Waking in the middle of a moonlit night, Sarah is afraid: ``Will the new house be home?'' Mother assures her that the important things will be there: the moonlight and the light from the hall, her dolls and toys, ``never...another Freddy'' but surely a new friend—and newly painted stars on the ceiling to ``push the dark away.'' A tender, reassuring vignette, its poetically expressed images beautifully reflected in Teichman's affectionate, carefully composed, realistic art—a fine debut. (Picture book. 4-8) Read full book review >
Released: April 15, 1991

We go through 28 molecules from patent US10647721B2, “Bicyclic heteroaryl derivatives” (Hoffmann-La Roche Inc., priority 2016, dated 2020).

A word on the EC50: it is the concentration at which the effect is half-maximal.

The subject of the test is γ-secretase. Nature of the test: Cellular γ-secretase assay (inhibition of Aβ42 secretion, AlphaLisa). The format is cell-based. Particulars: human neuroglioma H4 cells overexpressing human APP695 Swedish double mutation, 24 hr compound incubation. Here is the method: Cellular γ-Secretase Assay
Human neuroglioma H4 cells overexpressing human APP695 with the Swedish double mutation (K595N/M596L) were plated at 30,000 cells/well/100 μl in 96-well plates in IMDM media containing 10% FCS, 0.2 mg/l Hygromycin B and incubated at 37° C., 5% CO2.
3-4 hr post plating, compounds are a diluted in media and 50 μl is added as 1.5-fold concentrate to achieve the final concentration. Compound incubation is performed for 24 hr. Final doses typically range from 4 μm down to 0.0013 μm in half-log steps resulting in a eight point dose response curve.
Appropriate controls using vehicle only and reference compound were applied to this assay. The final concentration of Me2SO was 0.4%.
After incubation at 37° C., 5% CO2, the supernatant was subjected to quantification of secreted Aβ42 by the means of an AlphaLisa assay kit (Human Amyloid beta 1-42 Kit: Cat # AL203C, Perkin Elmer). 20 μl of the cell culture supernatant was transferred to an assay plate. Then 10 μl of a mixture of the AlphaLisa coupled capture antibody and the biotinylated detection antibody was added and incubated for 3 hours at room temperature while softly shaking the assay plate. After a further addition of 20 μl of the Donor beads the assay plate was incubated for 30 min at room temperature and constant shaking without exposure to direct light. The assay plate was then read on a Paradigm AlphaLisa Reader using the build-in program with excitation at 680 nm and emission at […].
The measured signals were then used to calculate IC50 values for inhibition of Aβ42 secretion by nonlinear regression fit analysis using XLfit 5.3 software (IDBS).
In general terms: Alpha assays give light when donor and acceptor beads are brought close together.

Rosemary and her family have high hopes for the lovely old country house: it's generously equipped with a study for Dad, a practice room for Mom, who teaches dance, and space for brother Nicky's fossil collections. Still, Rosemary reluctantly realizes, something is trying to make them unwelcome: her bike and other treasures disappear, the weather is unseasonably cold, and there are mysterious manifestations like a sinister cat and a plague of toads. Meanwhile, Rosemary becomes friends with a comfortingly sensible neighbor boy, Ernie; together they investigate the house's link with Mathilda, an ancient crone seen at a shack in the nearby woods. Vignettes from Mathilda's life, alternating with Rosemary's experiences, reveal that she is the witchy remnant of an unloved child, still yearning for affection and for her former home as she faces a decisive choice on her 150th birthday. The author adroitly weaves the dynamics of this engaging family into her pleasantly spooky tale: Rosemary, who sees herself as the only family member without a special calling, is actually a lover of words who is often tongue-tied because Dad, in his enthusiasm for categorizing everything, tends to ``go on at her.'' At the same time, Turner thoughtfully explores the idea of home and how it can be shared. In the end, Rosemary's willingness to give Mathilda her best-loved possession sets the woeful creature free —and also frees the house and town of her malevolent presence. A skillfully written, entertaining story. (Fiction. 10-14) Read full book review >